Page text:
Gloria Martin organized the women from the Central Area Motivation Program and Clara Fraser organized the women from the Seattle Opportunities Program. Both of these programs were a part of the Seattle antipoverty movement.
I rarely participated in marches or a demonstration, but we women of color boarded four or five buses and besieged the state Capitol rotunda. The building security barred us from picketing and entering the rotunda. They did not expect to see all these working class and poor white women in the rotunda.
My “Tools of the Trade” sign and I were picked up on the AP and UPI wire services mostly because the media thought it was damn funny. The commentator noted that pregnancy is always a woman’s fault, so he asked me what we women were protesting about. I responded, “We are here to change the horse and buggy laws of Washington state.”
My mom had seen me at home on the news in Massachusetts. I caught hell from my family, my church, and the brothers in the community.
I will never forget all of my wonderful days with Clara and Gloria and all of the significant gains for all women that we achieved. We simply had the chutzpah and did it.
What pains me is that we, African American women of color advocating abortion rights as a woman’s personal choice, were set aside by conservative feminists as not being “ladylike” and invisible. When we gained the victory of abortion rights in Washington state, the conservatives not only claimed the victory but also took my coat hanger symbol for abortion and claimed it as their symbol.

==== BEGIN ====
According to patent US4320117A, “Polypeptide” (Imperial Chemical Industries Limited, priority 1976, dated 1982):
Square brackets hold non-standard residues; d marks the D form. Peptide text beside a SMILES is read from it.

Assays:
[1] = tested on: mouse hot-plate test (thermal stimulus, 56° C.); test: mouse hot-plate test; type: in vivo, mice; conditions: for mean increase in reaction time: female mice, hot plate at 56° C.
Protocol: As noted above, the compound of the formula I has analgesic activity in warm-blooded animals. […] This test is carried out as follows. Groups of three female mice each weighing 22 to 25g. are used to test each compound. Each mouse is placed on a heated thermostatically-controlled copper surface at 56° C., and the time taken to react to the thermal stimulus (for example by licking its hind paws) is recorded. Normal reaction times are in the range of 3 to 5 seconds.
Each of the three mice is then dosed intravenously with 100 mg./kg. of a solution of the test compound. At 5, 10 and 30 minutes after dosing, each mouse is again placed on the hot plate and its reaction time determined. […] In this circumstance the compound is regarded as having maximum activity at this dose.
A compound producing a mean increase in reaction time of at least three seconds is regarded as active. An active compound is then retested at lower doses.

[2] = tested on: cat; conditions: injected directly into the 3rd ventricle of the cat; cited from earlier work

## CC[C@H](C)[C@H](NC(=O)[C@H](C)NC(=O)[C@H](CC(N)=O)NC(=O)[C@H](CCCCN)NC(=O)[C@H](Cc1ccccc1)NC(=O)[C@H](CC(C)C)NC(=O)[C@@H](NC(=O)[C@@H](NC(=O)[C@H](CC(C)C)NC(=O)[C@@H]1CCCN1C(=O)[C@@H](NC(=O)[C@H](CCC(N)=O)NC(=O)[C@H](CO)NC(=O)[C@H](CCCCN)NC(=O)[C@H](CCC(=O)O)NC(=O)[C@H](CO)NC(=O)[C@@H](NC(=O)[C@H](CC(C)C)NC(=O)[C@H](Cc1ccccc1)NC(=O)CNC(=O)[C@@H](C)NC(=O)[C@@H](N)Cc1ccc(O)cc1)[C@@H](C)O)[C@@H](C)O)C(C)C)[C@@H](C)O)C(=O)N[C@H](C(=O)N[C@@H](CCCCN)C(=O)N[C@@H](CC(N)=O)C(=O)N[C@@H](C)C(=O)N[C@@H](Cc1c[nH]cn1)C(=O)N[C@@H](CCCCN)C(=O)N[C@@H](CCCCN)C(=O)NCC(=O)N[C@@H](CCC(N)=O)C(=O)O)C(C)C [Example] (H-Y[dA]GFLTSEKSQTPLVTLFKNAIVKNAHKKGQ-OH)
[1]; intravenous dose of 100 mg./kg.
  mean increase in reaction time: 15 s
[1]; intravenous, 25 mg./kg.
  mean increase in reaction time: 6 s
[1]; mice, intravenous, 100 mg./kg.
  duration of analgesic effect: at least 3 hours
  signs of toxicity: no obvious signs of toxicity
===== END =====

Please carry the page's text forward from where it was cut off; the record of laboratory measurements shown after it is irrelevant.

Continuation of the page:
Averill: As a woman of color, what was your experience before abortion was legal?
Harding: We knew through the underground market of an abortion clinic in a downtown business building. When I got to the clinic, I was the only woman of color there. The nurse told us, “I’ve already pre-selected those women who are going to be granted an abortion.” I was not one of them.
So, in spite of the fact that I had the money for the abortion and an abortion option was available, even if it was “criminal,” abortion was still not available to women of color. It was a race-based and class-based decision. Those women from the suburbs were economically secure and far better off than women from the inner city.
My abortion was performed with a clothes hanger.
Averill: Why do you think we’ve lost so many rights and what is your advice to regain them?
Harding: To this day, women do not have an Equal Rights Amendment in the Constitution because our conservative white women colleagues have never seen themselves as sisters in the struggle with women of color or feminists and poor white women.
When you look at the panoply of color, all the ethnic groups of women, it encompasses a lot of cultural mores and religious influences that must be weaved together in order to have a common denominator cloth of women’s issues.
If women today do not fight for rights that my generation gave up our lives and careers for, you will truly lose them. Women should be bonded by our gender. Together we must organize and fight to retain our victories and gain more victories to achieve equality.